Fruit & Wool Exchange Pavilion by Sheppard Robson by Alex Upton

Sheppard Robson new Fruit & Wool Exchange Pavilion in Spitalfields , London. Photography: Copyright © Alex Upton

Sheppard Robson new Fruit & Wool Exchange Pavilion in Spitalfields , London. Photography: Copyright © Alex Upton

In late 2018 i was commissioned to photograph this small, but unique building located in Spitalfields, London by Sheppard Robson architects. The small angular pavilion their team designed is located on the perimeter of the new Fruit & Wool Exchange development and has become home to a day and night Crispin Café. The main part of the development, located behind the pavilion, opposite Old Spitalfields Market was designed by another architectural practice, Bennetts Associates.

Rear entrance to the pavilion detailing the extended angular roof

Rear entrance to the pavilion detailing the extended angular roof

From an architectural photographers perspective this was a particularly tricky building to shoot at that time of year. Its low, extended profile in context to the higher surrounding buildings meant that when the sun did meet with it’s exterior, the shadows of those buildings intermittently draped themselves over it surface obscuring from view the pavilions finer details. It was with these limitations to the architectural photography that I obtained most of the images at dusk.

Architectural Photography of the Fruit & Wool Exchange Pavilion

Architectural Photography of the Fruit & Wool Exchange Pavilion

Surrounding the cafe is a new public space with landscaping undertaken by Robert Myers Associates. The most striking external feature of the metal-clad pavilion is it’s dynamic roof design, which sweeps up from the sides of the building an meets to form a sharp, piercing point at it’s apex. The juxtaposition to the brick facade of Bennetts Associates Fruit & Wool Exchange is quite sticking, but downplayed by its low profile. While I only obtained a few photographs of the pavilion due to the size of the project and ongoing works surrounding it you can take a look at the rest by visiting the projects page above.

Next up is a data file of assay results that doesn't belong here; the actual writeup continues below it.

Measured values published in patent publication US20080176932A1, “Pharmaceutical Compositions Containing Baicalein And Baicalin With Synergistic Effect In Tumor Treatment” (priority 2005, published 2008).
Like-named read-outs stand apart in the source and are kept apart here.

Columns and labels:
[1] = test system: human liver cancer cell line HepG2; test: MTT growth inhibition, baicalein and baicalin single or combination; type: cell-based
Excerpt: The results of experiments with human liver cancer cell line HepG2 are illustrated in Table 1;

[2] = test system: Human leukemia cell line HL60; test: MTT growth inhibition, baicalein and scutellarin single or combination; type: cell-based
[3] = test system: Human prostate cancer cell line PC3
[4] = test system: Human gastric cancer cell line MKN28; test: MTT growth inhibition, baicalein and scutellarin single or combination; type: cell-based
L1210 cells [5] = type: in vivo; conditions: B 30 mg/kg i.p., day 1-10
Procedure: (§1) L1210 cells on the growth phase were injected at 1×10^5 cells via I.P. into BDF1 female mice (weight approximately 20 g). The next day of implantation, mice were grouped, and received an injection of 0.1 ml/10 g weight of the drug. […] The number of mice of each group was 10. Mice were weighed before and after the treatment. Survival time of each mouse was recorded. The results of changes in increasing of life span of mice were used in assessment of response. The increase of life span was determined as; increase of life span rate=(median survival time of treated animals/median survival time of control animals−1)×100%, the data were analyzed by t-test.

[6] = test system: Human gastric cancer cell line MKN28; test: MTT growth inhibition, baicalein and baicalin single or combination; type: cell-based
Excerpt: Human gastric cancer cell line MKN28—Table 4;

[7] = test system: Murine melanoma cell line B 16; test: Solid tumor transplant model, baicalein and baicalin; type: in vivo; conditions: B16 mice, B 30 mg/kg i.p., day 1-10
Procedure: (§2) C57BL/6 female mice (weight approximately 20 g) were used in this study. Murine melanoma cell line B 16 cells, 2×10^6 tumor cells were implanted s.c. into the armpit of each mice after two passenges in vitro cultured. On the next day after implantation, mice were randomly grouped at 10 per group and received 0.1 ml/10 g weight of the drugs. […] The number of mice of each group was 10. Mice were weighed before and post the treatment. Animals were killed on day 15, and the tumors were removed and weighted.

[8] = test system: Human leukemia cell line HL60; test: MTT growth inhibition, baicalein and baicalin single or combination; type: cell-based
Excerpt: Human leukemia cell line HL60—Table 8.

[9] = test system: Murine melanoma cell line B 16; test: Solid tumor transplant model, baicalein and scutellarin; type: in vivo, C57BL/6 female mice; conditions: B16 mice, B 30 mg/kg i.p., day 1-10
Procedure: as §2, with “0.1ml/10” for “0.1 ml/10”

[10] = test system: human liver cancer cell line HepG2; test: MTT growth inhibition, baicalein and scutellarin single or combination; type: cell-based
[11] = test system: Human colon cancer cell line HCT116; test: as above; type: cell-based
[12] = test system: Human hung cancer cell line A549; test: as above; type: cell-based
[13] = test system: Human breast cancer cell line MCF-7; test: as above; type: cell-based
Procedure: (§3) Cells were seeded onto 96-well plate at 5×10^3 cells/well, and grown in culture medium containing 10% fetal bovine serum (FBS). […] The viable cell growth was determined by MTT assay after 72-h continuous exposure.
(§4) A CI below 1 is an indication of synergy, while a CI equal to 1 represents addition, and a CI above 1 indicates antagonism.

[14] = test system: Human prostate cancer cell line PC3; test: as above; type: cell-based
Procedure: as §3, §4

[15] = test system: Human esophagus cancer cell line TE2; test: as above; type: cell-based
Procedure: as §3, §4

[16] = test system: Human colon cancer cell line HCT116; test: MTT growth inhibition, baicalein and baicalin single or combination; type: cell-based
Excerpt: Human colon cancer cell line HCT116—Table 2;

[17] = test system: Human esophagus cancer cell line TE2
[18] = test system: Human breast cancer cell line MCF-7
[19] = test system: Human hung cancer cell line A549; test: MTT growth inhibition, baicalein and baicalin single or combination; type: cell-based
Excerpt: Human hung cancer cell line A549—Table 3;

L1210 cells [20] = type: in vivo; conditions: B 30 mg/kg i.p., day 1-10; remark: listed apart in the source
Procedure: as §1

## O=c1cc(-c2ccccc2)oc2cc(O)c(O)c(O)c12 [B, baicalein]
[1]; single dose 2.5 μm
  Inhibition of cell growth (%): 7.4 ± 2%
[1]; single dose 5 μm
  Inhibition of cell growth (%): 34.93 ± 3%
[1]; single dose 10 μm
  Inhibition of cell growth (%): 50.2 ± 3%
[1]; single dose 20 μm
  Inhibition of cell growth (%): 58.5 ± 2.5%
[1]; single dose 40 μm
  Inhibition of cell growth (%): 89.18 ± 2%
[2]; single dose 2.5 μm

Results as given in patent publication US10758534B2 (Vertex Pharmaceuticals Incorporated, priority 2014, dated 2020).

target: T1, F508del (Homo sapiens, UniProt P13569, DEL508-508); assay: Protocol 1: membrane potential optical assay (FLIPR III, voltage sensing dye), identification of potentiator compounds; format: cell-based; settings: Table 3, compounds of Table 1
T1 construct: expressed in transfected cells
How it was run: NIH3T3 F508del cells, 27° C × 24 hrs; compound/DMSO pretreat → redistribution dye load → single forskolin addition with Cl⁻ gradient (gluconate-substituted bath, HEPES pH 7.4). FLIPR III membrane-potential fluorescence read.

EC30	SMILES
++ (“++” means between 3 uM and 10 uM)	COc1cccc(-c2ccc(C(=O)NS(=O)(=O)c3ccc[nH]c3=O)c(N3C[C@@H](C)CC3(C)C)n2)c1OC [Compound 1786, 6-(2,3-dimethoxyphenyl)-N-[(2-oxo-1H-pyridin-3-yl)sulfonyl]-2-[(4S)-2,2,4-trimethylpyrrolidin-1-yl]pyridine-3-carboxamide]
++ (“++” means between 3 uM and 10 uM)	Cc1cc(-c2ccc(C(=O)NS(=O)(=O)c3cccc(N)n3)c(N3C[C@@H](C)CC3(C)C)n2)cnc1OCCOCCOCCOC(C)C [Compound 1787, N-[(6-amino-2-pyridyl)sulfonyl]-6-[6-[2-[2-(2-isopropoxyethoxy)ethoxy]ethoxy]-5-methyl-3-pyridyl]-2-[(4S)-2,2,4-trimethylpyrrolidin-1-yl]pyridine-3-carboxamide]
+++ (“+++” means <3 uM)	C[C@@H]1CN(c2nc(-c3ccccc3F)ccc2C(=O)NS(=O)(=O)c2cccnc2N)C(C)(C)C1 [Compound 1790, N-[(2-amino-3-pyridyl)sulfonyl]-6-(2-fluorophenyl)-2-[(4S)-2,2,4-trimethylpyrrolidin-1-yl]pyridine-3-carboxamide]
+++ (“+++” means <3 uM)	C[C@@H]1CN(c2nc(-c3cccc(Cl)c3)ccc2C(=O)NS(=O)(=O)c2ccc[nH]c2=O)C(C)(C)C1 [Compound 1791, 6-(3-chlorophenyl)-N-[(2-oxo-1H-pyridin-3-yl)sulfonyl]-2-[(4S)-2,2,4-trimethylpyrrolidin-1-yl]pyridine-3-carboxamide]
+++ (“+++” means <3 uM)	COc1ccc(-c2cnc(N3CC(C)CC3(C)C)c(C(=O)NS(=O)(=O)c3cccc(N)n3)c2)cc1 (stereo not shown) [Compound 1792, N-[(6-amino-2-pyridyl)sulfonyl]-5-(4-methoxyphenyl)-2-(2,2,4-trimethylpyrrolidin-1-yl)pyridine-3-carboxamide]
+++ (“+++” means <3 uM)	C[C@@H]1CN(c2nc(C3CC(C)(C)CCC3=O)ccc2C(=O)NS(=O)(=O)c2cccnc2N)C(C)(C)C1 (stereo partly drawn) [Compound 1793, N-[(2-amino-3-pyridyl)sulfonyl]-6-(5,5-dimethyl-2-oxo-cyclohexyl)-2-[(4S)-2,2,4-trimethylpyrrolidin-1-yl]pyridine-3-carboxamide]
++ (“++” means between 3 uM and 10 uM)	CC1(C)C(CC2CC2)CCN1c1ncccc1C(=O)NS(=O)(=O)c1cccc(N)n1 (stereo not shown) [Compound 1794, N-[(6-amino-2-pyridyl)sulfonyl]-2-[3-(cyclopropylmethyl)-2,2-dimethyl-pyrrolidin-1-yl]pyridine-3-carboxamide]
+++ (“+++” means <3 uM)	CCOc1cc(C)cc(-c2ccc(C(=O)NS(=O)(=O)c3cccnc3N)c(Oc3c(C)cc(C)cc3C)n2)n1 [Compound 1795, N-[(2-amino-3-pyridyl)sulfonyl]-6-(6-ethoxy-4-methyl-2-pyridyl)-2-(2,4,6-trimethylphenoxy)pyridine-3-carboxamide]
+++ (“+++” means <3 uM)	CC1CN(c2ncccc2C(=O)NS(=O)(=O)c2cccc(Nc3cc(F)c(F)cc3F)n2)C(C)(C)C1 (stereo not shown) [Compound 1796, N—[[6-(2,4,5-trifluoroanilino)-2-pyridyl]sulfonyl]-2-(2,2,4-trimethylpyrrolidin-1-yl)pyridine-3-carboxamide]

Project Team:

Developer: Exemplar Properties
Architect: Sheppard Robson
Photography Client: Sheppard Robson
Architectural Photographer: Alex Upton

BH2 Bournemouth by Broadway Malyan by Alex Upton

BH2 Bournemouth Leisure and Shopping Centre designed by Broadway Malyan Architects. Photography Copyright © Alex Upton

BH2 Bournemouth Leisure and Shopping Centre designed by Broadway Malyan Architects. Photography Copyright © Alex Upton

Not just working as an architectural photographer in London, occasionally I manage to escape the confines of the city and photograph projects slightly further afield. It was with enthusiasm, during the apex of the summer heat, last year, that I accepted a job in the coastal town of Bournemouth. In the town centre international architectural practice Broadway Malyan had just completed the new BH2 Leisure complex for the developer Lucrum Holdings. I was commissioned by my client Structura to go along and document the building by taking a series of external photographs showing the building in context to its central location and the site in active use by the public.